Teens and seniors fuel the rise in online sales of illegal prescription drugs

Health experts are warning families that the threat of illegal drug sales through social media and other online websites is increasing.

A new study from Butler University finds that it largely affects two groups of people, seniors who hope to save money on drugs by buying online and teens who are looking to obtain prescription drugs without a prescription.

“The types of drugs purchased online are very varied as well as the media or social media used. From messaging services to the ones we generally know like Snapchat or Twitter, all are used to buy prescription drugs online in fairly large numbers, ”said Dr. John Hertig, assistant professor at Butler University College of Pharmacy and Health Sciences. .

And in either case, buying drugs online can be dangerous, especially in cases where they could be counterfeit.

“We don’t know where these drugs come from and we don’t know what they contain, which poses a significant risk to patient safety,” added Dr Hertig.

For older patients, the choice to buy illegal drugs is due to their lower cost, convenience, anonymity, and ease of access.

“Healthcare is expensive and we live in a culture where going online for a better deal is part of what we do, from holiday giveaways to prescription drugs, so cost is key,” said the Dr Hertig. “Convenience can be looked at, I live in a wasteland of pharmacies, I don’t have access to a brick and mortar drugstore, I need a more convenient way to access health care and the Internet can be a great tool in terms of convenience. “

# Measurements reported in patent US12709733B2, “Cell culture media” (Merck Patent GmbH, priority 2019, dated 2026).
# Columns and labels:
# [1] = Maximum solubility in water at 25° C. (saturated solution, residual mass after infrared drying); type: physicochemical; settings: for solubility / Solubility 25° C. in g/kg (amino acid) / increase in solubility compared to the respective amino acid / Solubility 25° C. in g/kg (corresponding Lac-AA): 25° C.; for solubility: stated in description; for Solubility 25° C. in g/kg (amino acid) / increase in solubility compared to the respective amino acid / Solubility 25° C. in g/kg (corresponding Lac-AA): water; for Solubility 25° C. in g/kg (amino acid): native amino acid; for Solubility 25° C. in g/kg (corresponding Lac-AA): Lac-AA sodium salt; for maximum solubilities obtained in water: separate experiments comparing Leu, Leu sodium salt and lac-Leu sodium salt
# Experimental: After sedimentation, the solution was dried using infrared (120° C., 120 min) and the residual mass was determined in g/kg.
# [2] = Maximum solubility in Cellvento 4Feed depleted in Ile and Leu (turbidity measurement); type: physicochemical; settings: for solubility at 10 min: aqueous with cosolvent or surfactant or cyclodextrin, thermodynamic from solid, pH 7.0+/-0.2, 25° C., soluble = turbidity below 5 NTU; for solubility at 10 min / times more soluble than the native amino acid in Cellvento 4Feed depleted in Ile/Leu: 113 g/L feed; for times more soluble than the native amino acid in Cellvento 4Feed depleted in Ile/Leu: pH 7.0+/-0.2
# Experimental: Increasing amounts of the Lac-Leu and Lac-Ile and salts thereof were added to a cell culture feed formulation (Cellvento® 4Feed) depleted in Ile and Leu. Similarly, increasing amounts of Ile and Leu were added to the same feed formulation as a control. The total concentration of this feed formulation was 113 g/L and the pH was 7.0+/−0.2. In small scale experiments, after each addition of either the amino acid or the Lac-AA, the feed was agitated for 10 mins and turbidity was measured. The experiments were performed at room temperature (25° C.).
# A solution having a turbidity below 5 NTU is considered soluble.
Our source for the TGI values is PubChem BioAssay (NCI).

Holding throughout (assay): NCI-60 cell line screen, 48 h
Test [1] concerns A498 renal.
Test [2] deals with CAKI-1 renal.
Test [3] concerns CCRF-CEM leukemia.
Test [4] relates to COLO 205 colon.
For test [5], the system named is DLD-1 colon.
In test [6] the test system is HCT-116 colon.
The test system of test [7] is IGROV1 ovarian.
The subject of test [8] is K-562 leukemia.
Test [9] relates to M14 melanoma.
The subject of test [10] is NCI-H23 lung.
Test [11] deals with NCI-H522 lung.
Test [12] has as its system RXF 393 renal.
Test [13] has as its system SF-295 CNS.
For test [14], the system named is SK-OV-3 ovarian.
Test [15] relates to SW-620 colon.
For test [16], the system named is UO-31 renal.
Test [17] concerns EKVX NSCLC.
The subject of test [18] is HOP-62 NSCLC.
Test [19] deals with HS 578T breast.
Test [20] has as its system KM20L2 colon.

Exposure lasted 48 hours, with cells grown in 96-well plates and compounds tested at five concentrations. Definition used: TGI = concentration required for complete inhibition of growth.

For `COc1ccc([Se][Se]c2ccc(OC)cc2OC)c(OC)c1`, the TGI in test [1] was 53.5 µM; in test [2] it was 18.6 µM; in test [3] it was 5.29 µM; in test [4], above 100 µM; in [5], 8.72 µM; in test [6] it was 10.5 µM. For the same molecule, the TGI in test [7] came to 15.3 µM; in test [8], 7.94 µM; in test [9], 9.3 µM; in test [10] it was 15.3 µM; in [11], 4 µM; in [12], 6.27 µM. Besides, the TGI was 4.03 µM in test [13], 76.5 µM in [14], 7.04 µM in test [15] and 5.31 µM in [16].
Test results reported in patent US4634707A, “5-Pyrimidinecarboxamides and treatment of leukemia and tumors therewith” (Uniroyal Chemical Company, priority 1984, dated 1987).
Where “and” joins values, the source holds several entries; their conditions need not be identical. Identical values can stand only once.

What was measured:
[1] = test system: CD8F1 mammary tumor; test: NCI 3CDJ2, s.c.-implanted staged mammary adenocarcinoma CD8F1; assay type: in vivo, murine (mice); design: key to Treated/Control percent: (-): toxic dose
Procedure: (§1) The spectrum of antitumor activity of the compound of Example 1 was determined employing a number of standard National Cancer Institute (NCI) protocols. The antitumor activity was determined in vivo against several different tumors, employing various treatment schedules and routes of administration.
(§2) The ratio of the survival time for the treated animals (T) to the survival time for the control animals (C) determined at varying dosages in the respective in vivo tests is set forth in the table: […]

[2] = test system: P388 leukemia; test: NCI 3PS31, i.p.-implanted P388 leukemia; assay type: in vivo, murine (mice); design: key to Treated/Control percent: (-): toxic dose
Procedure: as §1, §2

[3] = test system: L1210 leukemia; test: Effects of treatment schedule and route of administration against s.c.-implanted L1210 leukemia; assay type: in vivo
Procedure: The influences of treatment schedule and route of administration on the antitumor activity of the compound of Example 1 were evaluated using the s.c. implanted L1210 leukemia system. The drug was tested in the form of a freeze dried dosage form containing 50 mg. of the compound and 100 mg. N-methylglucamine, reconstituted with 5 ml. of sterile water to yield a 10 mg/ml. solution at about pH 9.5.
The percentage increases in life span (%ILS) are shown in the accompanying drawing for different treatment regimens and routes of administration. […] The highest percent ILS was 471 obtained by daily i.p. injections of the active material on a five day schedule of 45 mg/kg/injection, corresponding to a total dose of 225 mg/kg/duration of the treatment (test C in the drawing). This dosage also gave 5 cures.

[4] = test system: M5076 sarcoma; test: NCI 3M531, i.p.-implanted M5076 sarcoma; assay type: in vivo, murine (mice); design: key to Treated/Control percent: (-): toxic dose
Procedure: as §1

One way to keep yourself safe is to ask a healthcare professional to recommend where to get the prescription.

There are also websites like GoodRx and Check Before You Buy to check the pharmacy you are looking to buy before you do so.

When it comes to teens getting these drugs online, Dr Hertig says the best thing to do is discuss with your family the danger of buying prescription drugs from unknown sources.

“Parents need to engage in this dialogue with their children and tell them that you are not even getting what you think you are getting and that you have no idea what the end result will be and that the risk is not worth it. the potential fatal outcome. “said Dr Hertig.

In addition to educating people not to use these sites, the other main way to fight these illegal drugs is to reduce the supply, which includes the involvement of law enforcement.

At one time, there were between 35,000 and 45,000 illegal drugstore websites, 95% of which sold illicit products.

However, there are few ways to track exactly how many people buy these drugs on social media, and it’s hard to stop them from happening.

“We live in a world where the use of the Internet will only increase and it is therefore the right time to try to intervene, to try to participate in this education with our patients, to inform the professionals of the health, working with advocacy groups and legislatures to ensure that we don’t unintentionally direct people to unsafe sources of drugs, ”said Dr Hertig. “We can’t just tell our patients oh just google it and you’ll be fine, we don’t live in this world anymore.”

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